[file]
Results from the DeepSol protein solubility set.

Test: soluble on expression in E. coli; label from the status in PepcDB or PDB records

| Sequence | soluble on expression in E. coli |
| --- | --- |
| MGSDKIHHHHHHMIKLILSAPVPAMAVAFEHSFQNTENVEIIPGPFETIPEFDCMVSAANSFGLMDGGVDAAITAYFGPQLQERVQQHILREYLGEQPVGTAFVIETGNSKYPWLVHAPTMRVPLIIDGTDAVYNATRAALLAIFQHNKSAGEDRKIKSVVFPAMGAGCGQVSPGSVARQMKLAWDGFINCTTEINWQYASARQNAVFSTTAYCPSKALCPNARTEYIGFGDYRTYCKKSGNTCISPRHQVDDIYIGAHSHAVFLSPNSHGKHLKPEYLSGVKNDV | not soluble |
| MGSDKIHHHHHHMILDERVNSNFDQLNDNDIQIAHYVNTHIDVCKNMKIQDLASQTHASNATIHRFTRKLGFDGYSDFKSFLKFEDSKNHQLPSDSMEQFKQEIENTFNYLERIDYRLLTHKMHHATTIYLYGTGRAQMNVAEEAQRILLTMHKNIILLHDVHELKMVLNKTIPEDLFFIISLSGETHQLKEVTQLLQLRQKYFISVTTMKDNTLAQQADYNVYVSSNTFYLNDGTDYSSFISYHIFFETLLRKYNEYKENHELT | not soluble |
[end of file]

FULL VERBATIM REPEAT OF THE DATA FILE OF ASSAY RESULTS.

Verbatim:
Results from the DeepSol protein solubility set.

Test: soluble on expression in E. coli; label from the status in PepcDB or PDB records

| Sequence | soluble on expression in E. coli |
| --- | --- |
| MGSDKIHHHHHHMIKLILSAPVPAMAVAFEHSFQNTENVEIIPGPFETIPEFDCMVSAANSFGLMDGGVDAAITAYFGPQLQERVQQHILREYLGEQPVGTAFVIETGNSKYPWLVHAPTMRVPLIIDGTDAVYNATRAALLAIFQHNKSAGEDRKIKSVVFPAMGAGCGQVSPGSVARQMKLAWDGFINCTTEINWQYASARQNAVFSTTAYCPSKALCPNARTEYIGFGDYRTYCKKSGNTCISPRHQVDDIYIGAHSHAVFLSPNSHGKHLKPEYLSGVKNDV | not soluble |
| MGSDKIHHHHHHMILDERVNSNFDQLNDNDIQIAHYVNTHIDVCKNMKIQDLASQTHASNATIHRFTRKLGFDGYSDFKSFLKFEDSKNHQLPSDSMEQFKQEIENTFNYLERIDYRLLTHKMHHATTIYLYGTGRAQMNVAEEAQRILLTMHKNIILLHDVHELKMVLNKTIPEDLFFIISLSGETHQLKEVTQLLQLRQKYFISVTTMKDNTLAQQADYNVYVSSNTFYLNDGTDYSSFISYHIFFETLLRKYNEYKENHELT | not soluble |